Commercial UAS operators rally in Southern California in response to proposed drone ban


At the March 7 City Council meeting in Laguna Beach, Calif. a proposed addition to the Laguna Beach Municipal Code was introduced that would ban drone flights over numerous areas of the city including several popular beaches. Chapter 7.80 “Regulation of Unmanned Aircraft” would also require any commercial operators to obtain a special permit from the city for any video or photography within city limits.

The proposal initiated with the police department and Chief of Police Laura Farinella introduced the measure with a presentation to city leaders, saying that complaints about drones in the community are on the rise.

“I have literally sat with people an hour in my conference room just so they can vent to me about how frustrated they are but there is literally nothing we can do,” she said, adding that the police lacked the authority to cite drone operators.

Laguna Beach Mayor Toni Iseman commented that she believes drones are a noise nuisance in the community saying drones “are terrifying, like having motorcycles circle around your head.”

Local Laguna Beach residents and FAA certified remote pilots Joe Cockrell and John Barrett led opposition to the measure and encouraged other operators in the area to speak during public testimony.  

“As business owners, as commercial operators, we share your concerns about safety but there are some unintended consequences that you might not have considered here,” Cockrell said. “We love this community and we love highlighting this community but one of those unintended consequences, the way it is worded right now, is the negative impact on the ability to market tourism in this community. We urge you not to enact these new rules until you have collaborated with us.”

During his testimony Barrett pointed out that he was hired to film aerial video of Laguna Beach for the upcoming film Everything Laguna which was commissioned by a non-profit that is funded by tax dollars. “So in essence you’ve hired me as a drone operator” he said. “But these new rules could have a severe negative impact on both businesses and nonprofits in Laguna Beach.”

The group successfully convinced the City Council to compromise by delaying the new rules and create a committee of commercial drone operators to assist with updating the drafted ordinance. The three FAA certified operators who reside in Laguna Beach, including Cockrell and Barrett, make up that new committee.

“I’m very pleased that the City Council listened to our concerns and is engaging the commercial operators in an advisory role,” Cockrell said. “I am also grateful to the Law Firm of Anderson, McPharlin & Conners and its attorney D. Damon Willens for the research and information he has provided regarding the matter.”

Willens is also an FAA licensed commercial pilot and head of the Aviation and Unmanned Aicraft Systems practice group at Anderson, McPharlin & Conners in Los Angeles. In a letter to the City Council he wrote “I have been involved in analyzing the legal aspects of other proposed municipal ordinances in Southern California related to UAS. I am very sympathetic to the concerns of the community and the Council that we work to establish reasonable, common-sense and appropriate regulation to ensure safety and privacy with this new technology while at the same time acknowledging the potential usefulness of UAS in many different industries and with many societal benefits.”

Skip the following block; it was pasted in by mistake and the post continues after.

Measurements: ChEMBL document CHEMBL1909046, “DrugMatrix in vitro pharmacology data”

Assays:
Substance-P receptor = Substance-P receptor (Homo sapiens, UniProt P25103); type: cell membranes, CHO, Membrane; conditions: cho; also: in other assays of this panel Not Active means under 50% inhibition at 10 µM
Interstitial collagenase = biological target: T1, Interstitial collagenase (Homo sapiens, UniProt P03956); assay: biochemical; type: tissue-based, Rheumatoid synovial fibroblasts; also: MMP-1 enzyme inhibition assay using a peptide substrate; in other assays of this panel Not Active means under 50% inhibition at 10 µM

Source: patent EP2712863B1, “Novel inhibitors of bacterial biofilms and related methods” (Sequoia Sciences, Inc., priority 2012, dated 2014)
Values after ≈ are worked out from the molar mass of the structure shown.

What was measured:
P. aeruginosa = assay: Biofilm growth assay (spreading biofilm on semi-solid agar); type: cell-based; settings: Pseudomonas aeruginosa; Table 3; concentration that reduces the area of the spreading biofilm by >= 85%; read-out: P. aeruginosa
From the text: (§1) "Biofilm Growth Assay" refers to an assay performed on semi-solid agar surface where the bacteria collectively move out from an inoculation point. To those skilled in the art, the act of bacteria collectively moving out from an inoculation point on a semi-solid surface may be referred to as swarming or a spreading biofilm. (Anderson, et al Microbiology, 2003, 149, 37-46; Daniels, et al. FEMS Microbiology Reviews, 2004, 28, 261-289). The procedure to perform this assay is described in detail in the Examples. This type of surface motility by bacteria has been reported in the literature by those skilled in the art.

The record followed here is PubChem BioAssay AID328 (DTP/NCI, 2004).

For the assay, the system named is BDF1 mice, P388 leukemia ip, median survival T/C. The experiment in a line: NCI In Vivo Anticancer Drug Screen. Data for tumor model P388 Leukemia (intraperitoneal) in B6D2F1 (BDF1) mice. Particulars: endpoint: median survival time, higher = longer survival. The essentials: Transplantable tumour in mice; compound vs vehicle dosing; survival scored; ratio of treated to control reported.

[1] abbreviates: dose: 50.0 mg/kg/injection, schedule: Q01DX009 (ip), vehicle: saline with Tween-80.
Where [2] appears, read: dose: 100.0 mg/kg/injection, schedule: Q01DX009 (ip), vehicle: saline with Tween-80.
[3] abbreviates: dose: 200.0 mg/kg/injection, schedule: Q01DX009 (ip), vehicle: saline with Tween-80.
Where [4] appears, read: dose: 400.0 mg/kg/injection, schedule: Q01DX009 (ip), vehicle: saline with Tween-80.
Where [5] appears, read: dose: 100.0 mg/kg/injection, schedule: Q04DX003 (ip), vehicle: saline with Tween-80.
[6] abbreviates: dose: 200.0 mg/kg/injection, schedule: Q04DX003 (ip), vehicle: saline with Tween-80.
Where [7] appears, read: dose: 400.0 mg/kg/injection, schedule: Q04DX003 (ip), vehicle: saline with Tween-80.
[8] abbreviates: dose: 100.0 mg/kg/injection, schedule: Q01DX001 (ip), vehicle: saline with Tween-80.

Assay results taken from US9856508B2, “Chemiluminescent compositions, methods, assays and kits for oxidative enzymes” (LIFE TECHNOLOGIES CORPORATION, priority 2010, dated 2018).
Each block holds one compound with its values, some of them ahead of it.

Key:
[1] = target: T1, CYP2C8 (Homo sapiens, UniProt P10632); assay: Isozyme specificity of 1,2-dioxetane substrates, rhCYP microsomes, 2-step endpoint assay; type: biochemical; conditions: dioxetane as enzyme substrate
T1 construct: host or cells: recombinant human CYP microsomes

As one of the very few drone law attorneys in California, Willens provided a comprehensive analysis of the proposed new rules and urged the City to delay enacting them because of the possibility of entangling the city in legal actions. “There are several proposed UAS laws working their way through the state legislature in this legislative session, some of which if passed will likely conflict with the City’s proposed ordinance,” he added.

Cockrell pointed out that there have been legal challenges to municipal drone regulations, such as a current federal court case in Newton, Mass. where local drone owner Michael Singer filed suit seeking to void a new city ordinance banning drones.

“By attempting to regulate airspace and aircraft, the Ordinance increases the risk of aviation hazards, runs contrary to the will of Congress, and constructively denies [drone] operators access to the very airspace that the FAA allocated for them to use,” Singer writes in his lawsuit.

“The last thing we want as taxpayers in this community is to see the city entangled in costly litigation,” Cockrell said. “I am confident that the advisory committee of commercial operators can work with the City Council and Chief of Police to amend the proposed ordinance in way that is fair to operators and does not preempt federal or state laws, which could be challenged in court.”

The drone advisory committee will be meeting with the Chief of Police and a representative from the City Council on March 20, Cockrell said.

To view the public video of the council meeting and comments from the public see (the drone issue is item #12 and starts at approximately 39:00 in the video)

Joe Cockrell